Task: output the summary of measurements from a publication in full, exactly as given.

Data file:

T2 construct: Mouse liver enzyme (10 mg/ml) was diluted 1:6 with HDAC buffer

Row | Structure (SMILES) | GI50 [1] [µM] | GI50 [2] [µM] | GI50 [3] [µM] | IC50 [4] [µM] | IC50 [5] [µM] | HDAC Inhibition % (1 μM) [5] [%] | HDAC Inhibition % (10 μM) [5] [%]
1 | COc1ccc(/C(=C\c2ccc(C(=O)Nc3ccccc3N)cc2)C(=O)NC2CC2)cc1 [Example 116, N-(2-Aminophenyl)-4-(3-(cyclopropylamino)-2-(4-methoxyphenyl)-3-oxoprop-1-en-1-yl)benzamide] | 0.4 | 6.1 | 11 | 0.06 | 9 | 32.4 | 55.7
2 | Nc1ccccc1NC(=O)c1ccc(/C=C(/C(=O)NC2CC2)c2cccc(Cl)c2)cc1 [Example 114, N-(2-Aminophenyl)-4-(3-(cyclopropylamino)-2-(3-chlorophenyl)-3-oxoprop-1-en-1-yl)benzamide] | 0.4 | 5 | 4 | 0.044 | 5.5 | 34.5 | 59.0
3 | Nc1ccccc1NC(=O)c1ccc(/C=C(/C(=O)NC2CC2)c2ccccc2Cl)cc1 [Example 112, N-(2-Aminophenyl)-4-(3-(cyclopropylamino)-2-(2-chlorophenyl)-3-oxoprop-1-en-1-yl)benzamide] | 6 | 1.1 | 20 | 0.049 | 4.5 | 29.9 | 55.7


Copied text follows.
T2 construct: Mouse liver enzyme (10 mg/ml) was diluted 1:6 with HDAC buffer

Row | Structure (SMILES) | GI50 [1] [µM] | GI50 [2] [µM] | GI50 [3] [µM] | IC50 [4] [µM] | IC50 [5] [µM] | HDAC Inhibition % (1 μM) [5] [%] | HDAC Inhibition % (10 μM) [5] [%]
1 | COc1ccc(/C(=C\c2ccc(C(=O)Nc3ccccc3N)cc2)C(=O)NC2CC2)cc1 [Example 116, N-(2-Aminophenyl)-4-(3-(cyclopropylamino)-2-(4-methoxyphenyl)-3-oxoprop-1-en-1-yl)benzamide] | 0.4 | 6.1 | 11 | 0.06 | 9 | 32.4 | 55.7
2 | Nc1ccccc1NC(=O)c1ccc(/C=C(/C(=O)NC2CC2)c2cccc(Cl)c2)cc1 [Example 114, N-(2-Aminophenyl)-4-(3-(cyclopropylamino)-2-(3-chlorophenyl)-3-oxoprop-1-en-1-yl)benzamide] | 0.4 | 5 | 4 | 0.044 | 5.5 | 34.5 | 59.0
3 | Nc1ccccc1NC(=O)c1ccc(/C=C(/C(=O)NC2CC2)c2ccccc2Cl)cc1 [Example 112, N-(2-Aminophenyl)-4-(3-(cyclopropylamino)-2-(2-chlorophenyl)-3-oxoprop-1-en-1-yl)benzamide] | 6 | 1.1 | 20 | 0.049 | 4.5 | 29.9 | 55.7